2014 Florida Community Association and Real Estate Legislative Update

 2014 Florida Community Association and Real Estate Legislative Update
By: Joshua Gerstin, Esq.

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Approximately 200 bills were introduced in the Florida legislature in 2014, 264 bills were passed by the legislature and Governor Rick Scott signed 158 into law. Many of these new laws will directly impact the operations of Florida’s community associations and the ownership of real estate for years to come.


HB 7307

Condominiums and Homeowner Associations.

Contains significant changes to the services a CAM (Community Association Property Manager) can perform.  The newly expanded CAM duties include:

  • Collecting delinquent assessments prior to the filing of a civil action.
  • Completing forms related created by statute or by a state agency.
  • Drafting letters of intended action, calculating and preparing certificates of assessments.
  • Estoppel letters.

Conspicuously absent from the new law are provisions lessening or mitigating the association’s liability if a CAM violates the Fair Debt Collection Practices Act. Instead, associations remain ultimately responsible. HB 7307 also provides:

  • New professional liability standards for CAMS
  • CAM contracts can only require Association’s provide limited indemnification to a CAM.
  • Lists conduct a CAM cannot be indemnified for such as grossly negligent, reckless or the derivation of an improper personal benefit.
  • Creates new forms in Chapters 718, 719 and 720 for notifying delinquent unit owners of their past due assessment balances.


SB 1524 Condominiums and Homeowner Associations.

  • Information Protection Act. Imposes new requirements on businesses, including community associations, to protect customer/members records containing the following information:
    • names;
    • social security numbers;
    • medical histories ( ex. medically necessary pets) and;
    • other identification numbers
      • Security breach reporting to the Department of Legal Affairs is required
      • Limits required disclosure by businesses of a breach if proper reporting, and other procedures to rectify the situation, are followed


HB 807, Condominium and Homeowner Associations.

  • Outgoing Board Members Relinquishment. Outgoing Board or committee members are required to relinquish all of the Association’s Official Records in their possession within five days after an election.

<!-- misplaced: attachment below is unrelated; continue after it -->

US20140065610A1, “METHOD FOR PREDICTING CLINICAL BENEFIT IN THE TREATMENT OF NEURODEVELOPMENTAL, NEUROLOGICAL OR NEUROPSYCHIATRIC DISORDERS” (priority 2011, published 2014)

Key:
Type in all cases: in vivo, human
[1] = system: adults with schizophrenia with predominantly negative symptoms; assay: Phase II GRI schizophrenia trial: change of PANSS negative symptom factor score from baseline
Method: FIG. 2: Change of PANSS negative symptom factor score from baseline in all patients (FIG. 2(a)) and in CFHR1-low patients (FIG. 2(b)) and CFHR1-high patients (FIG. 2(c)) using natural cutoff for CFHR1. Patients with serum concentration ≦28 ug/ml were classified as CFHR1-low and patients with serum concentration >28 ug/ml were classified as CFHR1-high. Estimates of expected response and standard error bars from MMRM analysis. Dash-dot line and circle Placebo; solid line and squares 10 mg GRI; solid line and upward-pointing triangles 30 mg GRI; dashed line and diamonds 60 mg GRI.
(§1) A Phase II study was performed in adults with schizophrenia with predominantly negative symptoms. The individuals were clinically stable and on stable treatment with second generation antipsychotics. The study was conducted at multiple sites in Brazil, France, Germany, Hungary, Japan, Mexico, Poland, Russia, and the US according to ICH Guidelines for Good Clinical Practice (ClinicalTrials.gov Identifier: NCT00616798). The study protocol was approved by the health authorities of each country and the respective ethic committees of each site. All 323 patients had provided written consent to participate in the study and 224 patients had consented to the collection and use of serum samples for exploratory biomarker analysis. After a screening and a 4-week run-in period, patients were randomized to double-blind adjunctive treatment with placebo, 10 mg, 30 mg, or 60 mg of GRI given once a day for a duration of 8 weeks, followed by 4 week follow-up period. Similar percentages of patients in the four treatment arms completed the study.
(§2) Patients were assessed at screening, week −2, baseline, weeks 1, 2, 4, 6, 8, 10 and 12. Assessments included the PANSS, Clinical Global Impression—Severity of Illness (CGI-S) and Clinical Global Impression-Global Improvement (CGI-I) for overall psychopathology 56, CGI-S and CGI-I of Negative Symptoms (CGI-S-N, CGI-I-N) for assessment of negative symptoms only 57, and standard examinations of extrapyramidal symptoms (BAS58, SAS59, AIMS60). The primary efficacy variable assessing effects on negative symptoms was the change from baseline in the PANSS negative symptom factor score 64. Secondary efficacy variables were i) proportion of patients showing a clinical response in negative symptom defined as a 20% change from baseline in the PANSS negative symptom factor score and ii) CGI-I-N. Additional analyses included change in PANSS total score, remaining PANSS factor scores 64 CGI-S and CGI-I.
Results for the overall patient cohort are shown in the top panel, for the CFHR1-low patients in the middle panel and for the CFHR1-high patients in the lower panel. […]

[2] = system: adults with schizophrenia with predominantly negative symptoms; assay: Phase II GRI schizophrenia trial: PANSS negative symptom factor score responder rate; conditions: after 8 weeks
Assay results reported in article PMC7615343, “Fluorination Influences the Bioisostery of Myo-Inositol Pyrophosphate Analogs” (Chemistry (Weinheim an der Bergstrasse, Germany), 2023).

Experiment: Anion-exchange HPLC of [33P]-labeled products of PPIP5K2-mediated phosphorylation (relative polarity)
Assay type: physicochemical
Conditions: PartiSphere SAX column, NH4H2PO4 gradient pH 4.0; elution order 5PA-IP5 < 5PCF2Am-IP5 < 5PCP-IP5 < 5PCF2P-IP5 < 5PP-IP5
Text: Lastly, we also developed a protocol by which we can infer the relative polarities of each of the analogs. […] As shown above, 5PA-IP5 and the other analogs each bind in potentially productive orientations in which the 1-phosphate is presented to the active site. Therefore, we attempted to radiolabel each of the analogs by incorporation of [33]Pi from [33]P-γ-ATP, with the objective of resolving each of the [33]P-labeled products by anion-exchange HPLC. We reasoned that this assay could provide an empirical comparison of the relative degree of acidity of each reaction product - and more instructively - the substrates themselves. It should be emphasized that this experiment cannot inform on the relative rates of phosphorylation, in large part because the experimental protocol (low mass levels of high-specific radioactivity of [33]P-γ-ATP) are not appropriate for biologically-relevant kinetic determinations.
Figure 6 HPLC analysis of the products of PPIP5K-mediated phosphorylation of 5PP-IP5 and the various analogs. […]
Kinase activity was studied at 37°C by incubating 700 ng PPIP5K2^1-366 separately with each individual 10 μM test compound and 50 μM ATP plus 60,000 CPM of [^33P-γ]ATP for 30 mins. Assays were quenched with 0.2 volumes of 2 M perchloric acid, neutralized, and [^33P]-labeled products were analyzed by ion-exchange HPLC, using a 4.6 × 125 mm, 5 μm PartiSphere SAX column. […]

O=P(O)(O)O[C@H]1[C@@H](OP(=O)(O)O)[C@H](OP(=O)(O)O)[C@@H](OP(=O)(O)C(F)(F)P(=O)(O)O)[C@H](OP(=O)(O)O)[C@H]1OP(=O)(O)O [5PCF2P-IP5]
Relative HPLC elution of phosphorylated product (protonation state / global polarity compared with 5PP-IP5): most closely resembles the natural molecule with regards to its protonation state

• No “lame duck” provision for prior director whose term expires more than five days after an election.
    • Allows for civil penalties to be imposed by the Division for willful violation.
  • Member Directories. Owners can consent to information other than contact information being printed in an ownership directory. Associations can print a directory containing the name, parcel address and telephone numbers for each parcel owner without obtaining the owners’ consent. Individual owners may exclude his or her telephone numbers from the directory.
  • Board or Committee Meetings. Board or committee members appearing by telephone, videoconferencing or other real time video counts towards a quorum. The absent board or committee member appearing by telephone or video can also vote as if actually present.


HB 807, Condominium Associations Only

  • Abandoned Units: in addition to the reasons set forth in F.S. §718.111(5)(a), in which a condominium association has the irrevocable right of access to each unit. This legislation created a new statute F.S. §718. 111(5)(b)(1).
    • At the sole discretion of a condominium association’s board of directors a board may, after tendering the required notice, enter an abandoned unit to:
      • inspect the unit and adjoining common elements;
      • make repairs to the unit or to the common elements serving the unit;
      • repair or remediate the due to the presence of mold or similar deterioration;
      • turn on the power for the unit;
      • to otherwise maintain, preserve or protect the unit and its adjoining common elements.
  • Condominium Insurance Clarification: if an item is not damaged by an insurable or casualty event, the items repair or replacement costs are governed by the association’s Governing Documents.
  • Email. Condominium Board or committee members may communicate, but are prohibited from voting, via email.
  • Delinquencies. Condominium association’s that obtain title to a foreclosed property, or via a deed in lieu of foreclosure, from a delinquent owner are not considered a “previous owner” liable for past due assessments. Allows condominium associations that own foreclosed properties to seek the past due assessments of the prior owner from a new owner (subject to the limits of bank foreclosure, Safe Harbor statutes).